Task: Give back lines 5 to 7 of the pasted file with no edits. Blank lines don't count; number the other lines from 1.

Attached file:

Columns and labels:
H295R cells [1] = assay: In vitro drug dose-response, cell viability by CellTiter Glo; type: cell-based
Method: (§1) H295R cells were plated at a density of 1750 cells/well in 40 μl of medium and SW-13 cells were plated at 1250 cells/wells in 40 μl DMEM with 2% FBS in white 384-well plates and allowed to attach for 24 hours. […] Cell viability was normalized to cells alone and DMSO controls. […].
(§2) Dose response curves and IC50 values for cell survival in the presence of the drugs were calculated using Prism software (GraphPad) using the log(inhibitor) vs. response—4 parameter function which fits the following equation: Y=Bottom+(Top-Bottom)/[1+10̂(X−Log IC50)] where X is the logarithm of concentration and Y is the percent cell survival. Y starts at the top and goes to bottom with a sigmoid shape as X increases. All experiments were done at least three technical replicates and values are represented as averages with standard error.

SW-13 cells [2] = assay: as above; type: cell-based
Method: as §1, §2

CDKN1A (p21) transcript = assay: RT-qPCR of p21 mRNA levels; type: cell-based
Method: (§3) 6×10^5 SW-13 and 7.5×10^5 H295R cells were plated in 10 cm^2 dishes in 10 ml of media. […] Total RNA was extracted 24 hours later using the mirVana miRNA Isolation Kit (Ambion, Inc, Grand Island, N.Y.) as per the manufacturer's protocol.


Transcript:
SW-13 cells [2] = assay: as above; type: cell-based
Method: as §1, §2

CDKN1A (p21) transcript = assay: RT-qPCR of p21 mRNA levels; type: cell-based